Learning style and school choice
Choosing a school for a conventional or unconventional learner
When choosing a school for your child, a vital factor to consider is academic fit: what are your child’s most salient academic traits and how might these inform your school search? Here, we’ll discuss one academic trait—learning style—and what role it might play in choosing a school for your child.
To learn about how to choose the right school in general, read the Our Kids’ step-by-step advice guide and our expert tips. To get school-choice advice customized to your child's unique traits, create a child profile through your user account and read our seven ways to choose a school based on your child's needs (i.e., overall fit, more academic challenge, social struggles, academic struggles, intensive learning interests, university preparation, and special needs.).
Learning styles and school fit: conventional and unconventional learners
Kids vary widely in their learning styles: while some are conventional learners, others are more unconventional learners. Don’t underestimate the importance of your child’s learning style on school choice: it can profoundly affect the kind of learning environment, and hence school, that’s right for them. Below, we discuss how conventional and unconventional learners fit in several school types.
Conventional learners tend to prefer a traditional learning approach. This often includes whole-class lectures, teacher-led instruction, pre-planned units, plenty of structure, and objective modes of assessment (such as grades).
Conventional learners’ school fit: key take-homes
- Big and small schools vary in the kind of learning environments they provide. Look for schools with teacher-directed instruction, whole-class lectures, preplanned units, plenty of structure, and clear criteria for assessment.
- Many coed schools provide conventional learning environments and approaches. Since boys’ and girls’ schools vary in their approaches, ask specific questions to gauge whether your child is the right fit.
- Boarding schools can be a nice fit for conventional learners, who tend to prefer whole-class lectures, direct instruction, textbook-based learning, and graded work.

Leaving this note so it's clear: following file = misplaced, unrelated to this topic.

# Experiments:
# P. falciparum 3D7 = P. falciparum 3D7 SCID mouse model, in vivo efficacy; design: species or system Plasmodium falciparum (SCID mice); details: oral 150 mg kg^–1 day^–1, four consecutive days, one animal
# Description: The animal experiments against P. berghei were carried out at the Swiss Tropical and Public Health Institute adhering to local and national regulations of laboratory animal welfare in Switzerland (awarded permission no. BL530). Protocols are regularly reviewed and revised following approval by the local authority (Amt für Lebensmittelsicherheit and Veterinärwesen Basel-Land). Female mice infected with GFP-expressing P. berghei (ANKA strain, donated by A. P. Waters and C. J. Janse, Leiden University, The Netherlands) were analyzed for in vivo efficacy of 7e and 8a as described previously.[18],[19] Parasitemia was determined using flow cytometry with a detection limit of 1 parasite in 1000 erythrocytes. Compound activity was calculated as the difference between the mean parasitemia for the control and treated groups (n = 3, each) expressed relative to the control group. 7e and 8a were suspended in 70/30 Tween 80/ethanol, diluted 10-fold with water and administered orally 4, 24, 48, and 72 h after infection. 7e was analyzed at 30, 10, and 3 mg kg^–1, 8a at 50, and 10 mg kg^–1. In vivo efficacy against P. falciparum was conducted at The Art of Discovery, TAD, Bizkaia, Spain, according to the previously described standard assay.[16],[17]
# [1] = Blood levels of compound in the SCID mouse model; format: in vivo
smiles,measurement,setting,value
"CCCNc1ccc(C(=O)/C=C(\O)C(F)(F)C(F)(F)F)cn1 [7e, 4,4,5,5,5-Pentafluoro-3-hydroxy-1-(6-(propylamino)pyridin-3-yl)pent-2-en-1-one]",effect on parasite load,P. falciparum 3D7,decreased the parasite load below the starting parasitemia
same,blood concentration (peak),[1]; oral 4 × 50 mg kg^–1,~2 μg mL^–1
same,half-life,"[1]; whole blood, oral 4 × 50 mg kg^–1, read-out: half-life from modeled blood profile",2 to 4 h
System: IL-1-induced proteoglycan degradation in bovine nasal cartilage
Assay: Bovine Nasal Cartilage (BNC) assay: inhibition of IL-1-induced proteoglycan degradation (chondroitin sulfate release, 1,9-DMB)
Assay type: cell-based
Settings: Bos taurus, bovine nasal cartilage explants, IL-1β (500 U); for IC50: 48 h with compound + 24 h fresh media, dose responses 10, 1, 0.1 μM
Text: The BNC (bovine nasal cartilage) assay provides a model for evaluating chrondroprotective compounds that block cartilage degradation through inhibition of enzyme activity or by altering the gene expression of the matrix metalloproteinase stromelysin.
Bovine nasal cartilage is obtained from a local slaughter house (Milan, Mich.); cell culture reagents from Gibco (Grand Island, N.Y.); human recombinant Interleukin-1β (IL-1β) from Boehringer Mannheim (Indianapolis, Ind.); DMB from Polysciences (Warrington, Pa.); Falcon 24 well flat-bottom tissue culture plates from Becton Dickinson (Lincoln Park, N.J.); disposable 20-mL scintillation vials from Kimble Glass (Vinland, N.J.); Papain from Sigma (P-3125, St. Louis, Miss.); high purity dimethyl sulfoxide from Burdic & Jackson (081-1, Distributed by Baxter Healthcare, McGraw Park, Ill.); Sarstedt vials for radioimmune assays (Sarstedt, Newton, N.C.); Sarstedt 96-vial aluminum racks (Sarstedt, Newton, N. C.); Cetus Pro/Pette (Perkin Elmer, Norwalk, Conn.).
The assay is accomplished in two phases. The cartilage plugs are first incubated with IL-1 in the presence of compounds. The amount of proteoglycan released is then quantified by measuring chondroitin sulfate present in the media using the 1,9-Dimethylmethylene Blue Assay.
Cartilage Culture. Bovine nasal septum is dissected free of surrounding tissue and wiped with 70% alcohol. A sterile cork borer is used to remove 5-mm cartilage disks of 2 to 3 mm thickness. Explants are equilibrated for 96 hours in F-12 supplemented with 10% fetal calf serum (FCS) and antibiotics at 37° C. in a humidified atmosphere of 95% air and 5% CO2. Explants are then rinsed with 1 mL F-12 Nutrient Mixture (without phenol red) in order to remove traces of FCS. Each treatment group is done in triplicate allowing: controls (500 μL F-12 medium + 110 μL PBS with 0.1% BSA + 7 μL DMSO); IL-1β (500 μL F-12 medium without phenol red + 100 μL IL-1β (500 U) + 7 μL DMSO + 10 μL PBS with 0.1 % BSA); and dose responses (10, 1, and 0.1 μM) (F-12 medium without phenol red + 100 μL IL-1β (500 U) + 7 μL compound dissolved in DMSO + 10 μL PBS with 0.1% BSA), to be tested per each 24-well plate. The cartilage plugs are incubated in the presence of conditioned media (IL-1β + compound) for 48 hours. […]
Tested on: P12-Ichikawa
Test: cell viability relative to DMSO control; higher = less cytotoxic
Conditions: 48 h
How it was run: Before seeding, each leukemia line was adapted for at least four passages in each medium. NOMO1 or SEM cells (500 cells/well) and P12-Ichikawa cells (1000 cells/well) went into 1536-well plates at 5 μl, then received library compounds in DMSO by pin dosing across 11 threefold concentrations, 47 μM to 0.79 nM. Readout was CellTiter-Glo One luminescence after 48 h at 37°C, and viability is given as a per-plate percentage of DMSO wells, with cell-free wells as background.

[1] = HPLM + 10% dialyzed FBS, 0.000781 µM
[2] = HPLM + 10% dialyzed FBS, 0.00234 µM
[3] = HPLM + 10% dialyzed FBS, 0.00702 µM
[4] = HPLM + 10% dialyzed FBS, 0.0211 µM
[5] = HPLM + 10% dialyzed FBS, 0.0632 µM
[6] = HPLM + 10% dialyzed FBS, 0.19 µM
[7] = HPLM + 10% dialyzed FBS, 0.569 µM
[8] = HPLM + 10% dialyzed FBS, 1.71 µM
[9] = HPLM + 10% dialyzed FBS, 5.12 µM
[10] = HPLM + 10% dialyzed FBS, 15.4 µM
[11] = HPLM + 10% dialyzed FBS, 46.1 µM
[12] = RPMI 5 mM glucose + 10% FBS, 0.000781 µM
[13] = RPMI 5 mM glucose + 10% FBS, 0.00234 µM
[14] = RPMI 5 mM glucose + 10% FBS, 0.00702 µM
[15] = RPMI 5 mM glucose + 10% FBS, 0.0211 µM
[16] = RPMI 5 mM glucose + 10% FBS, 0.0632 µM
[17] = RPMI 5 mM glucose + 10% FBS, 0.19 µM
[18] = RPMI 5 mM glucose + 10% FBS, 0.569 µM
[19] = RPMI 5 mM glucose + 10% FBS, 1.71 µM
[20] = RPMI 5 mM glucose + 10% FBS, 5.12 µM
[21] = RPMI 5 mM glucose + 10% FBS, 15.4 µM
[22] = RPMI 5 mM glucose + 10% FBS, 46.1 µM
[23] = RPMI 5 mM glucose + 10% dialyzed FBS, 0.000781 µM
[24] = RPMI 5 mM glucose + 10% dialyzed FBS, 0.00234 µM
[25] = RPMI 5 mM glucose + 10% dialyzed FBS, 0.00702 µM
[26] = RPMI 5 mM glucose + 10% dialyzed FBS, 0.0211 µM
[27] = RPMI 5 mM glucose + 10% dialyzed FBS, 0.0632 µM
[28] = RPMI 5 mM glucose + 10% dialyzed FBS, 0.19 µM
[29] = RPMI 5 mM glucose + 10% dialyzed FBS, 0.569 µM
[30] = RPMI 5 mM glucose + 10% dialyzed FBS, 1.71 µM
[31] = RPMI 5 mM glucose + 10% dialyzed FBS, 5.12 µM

- Montessori and Reggio Emilia schools’ decentralized, individualized learning environments are sometimes a better fit for unconventional learners than conventional learners.
- IB schools offer a standardized, prescribed curriculum, with clear criteria for assessment, which can be ideal for conventional learners.
- Most language immersion schools cater to conventional learners, offering plenty of structure, teacher-led instruction, and clear criteria for assessment.
To access far more detailed information about conventional learners’ school fit, read our in-depth guide.
Unconventional learners tend to march to the beat of their own drum. They often prefer individualized and experiential learning, independent and small group work, and varied teaching and assessment approaches.
Unconventional learners’ school fit: key take-homes
- Ensure a big school has some smaller classes with lots of independent learning opportunities for your unconventional learner. Big schools normally have more extracurriculars for kids to probe different areas of interest.
- Coed schools vary widely in their learning and in how much they cater to unconventional learners. Many girls’ schools cater to unconventional learners, with a student-centred curriculum and plenty of independent and interactive learning opportunities.
- Montessori and Reggio Emilia schools offer highly individualized learning, allowing your child to move through the curriculum at their own pace and focus on areas of interest (with teacher guidance), which most unconventional learners love.
- IB Programmes can sometimes be a struggle for students who resist a traditional curriculum. Since they follow standardized course syllabi and use prescribed evaluation schemes, IB schools leave less room for the kind of flexibility unconventional students normally crave.
- “Many unconventional learners prefer more scope for independent learning than language immersion schools sometimes allow,” says Dona Matthews, education consultant and co-author of Beyond Intelligence. “For these kids, the best schools are often those that are flexible enough to give them the time and energy to pursue their own interests both in and out of school.”
To access far more detailed information about unconventional learners’ school fit, read our in-depth guide.